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My first four books were traditionally published. Between them, they sold over 60,000 copies. It was a dream come true. So, why then give self-publishing a go? There were two reasons:
1. Overwhelmed by changes
The relationships we have with the people we work with influence the outcomes of our work. That’s why there’s so much guidance surrounding ensuring that when you’re looking for a literary agent, you do your homework to ensure you’re a good match. There was a lot of serendipity involved in how I found my first literary agent. She found me and approached me via email. After a few conversations, it was clear that not only was she excellent at her work but that we got along really well.
We worked together on the book proposal for (what would become) The Self-Care Project. I soaked up her guidance and constructive criticism; it was invaluable and completely changed how I would look at publishing. It is, after all, a business, and the book proposal is, in essence, a business proposal for your book.
This was a complete pinch-me moment, but three different publishing houses expressed interest. After chatting with one, and having a meeting postponed with another, I got to meet with the third and I knew very quickly that no matter what happened with the other two, this was the publishing house I wanted to work with. The editor was so warm, nurturing and full of ideas, that I left hoping they’d put in an offer. They did and I was ecstatic.
Working within this trio was so uplifting and magical that I can’t but smile when I think of that time. The Self-Care Project was published and sold well. Shortly after its release, we were talking about book two and book three, and I soon signed a two-book contract with the same team.
I’d just started writing book three when my agent phoned to say she was leaving to focus on writing her own books. I was introduced to another agent at the same literary agency who would represent me. It was roughly the same time my editor called to say she was also leaving for a role with a different publishing house. I was tied into a contract, but I would have if I could have followed her there. Needless to say, I was introduced to another editor.
There’s something, I think, in inheriting relationships in this way which doesn’t mesh quite the same. It righted itself for Kind Words for Unkind Days. However, when proposing Everything I Wish I’d Known About Stress, I was onto literary agent number four and editor number four, and it’d been disorientating. We’d had the Pandemic, too, so growing and nurturing those relationships hadn’t been easy. What grew apparent in the initial talks about this fifth book was that we could have been a better fit, and by this time, I was feeling overwhelmed by all of the changes.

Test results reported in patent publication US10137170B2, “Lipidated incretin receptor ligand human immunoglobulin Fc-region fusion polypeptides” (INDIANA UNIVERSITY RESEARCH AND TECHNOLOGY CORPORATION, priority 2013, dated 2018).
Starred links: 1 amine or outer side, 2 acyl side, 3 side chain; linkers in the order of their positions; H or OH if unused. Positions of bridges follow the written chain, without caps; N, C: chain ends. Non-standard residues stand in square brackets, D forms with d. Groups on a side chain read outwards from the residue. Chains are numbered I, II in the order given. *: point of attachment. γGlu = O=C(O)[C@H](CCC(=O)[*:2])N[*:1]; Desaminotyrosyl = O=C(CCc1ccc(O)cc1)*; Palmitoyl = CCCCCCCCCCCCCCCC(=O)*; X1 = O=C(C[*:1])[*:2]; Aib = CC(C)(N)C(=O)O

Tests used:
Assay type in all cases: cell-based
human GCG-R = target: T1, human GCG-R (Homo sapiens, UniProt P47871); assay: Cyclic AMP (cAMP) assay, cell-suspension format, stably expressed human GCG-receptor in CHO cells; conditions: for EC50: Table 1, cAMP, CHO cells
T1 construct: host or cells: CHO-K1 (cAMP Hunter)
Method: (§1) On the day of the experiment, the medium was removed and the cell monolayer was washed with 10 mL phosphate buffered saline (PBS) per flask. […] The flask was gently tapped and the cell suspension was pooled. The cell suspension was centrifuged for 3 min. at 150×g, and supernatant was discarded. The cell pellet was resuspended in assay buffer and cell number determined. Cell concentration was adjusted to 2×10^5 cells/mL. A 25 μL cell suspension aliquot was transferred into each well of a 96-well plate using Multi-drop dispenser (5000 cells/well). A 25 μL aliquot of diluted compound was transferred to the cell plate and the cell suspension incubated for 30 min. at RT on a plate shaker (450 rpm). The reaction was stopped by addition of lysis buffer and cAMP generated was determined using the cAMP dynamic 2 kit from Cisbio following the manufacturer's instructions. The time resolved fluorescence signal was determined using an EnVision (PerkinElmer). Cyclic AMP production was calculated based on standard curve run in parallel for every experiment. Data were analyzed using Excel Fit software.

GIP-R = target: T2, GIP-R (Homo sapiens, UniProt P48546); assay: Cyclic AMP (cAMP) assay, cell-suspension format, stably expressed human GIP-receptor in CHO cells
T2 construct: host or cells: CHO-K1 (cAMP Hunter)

Rather than take a break to take stock, I ploughed ahead with self-publishing because it gave me a sense of control over my writing career at a time when it felt like I didn’t have any. Of course, with hindsight, there were other options on the table; I couldn’t see them very clearly among lots of other personal stuff I was dealing with.The Two Reasons I Gave Self-Publishing A Go Click To Tweet
2. Creative Control
Speaking of control, creative control was another reason I felt drawn to self-publishing. This was not the driving factor in my decision to self-publish, but it was a contributing one. Funnily enough, it’s also the thing about self-publishing that I liked the least, but that’s another blog post for another day.
When you write a book and it’s published traditionally, there’s a huge team involved; editorial, PR, marketing, sales, finance and distribution. As an author, there are decisions you do get to make, and there are decisions you don’t always get a say in. What’s evident is that everyone involved wants to publish the best book they can. When it comes to the book’s cover, that’s where the push and pull can cause things to come apart. It also differs from author to author, publishing house to publishing house, and as times change. But you get less say and sway than authors would often like.
I’ve not always loved my book covers. There are two that I do not like. At all. I just don’t think there’s much cohesion between my backlist. You shouldn’t judge a book by its cover, but everyone does. After all that work you put into writing a book, you want to feel proud of everything – including the cover. It makes a massive difference in how you feel about marketing your book and, essentially, how you feel about the finished product.
There you have it, the two reasons why I gave self-publishing a go. In a recent post, I explained how if you read your old writing and cringe, that cringe is a sign of growth. You’ve evolved and developed as a writer since then. The same can be said for some of the decisions we make in life. If I could have a re-run, I’d do it all differently again.
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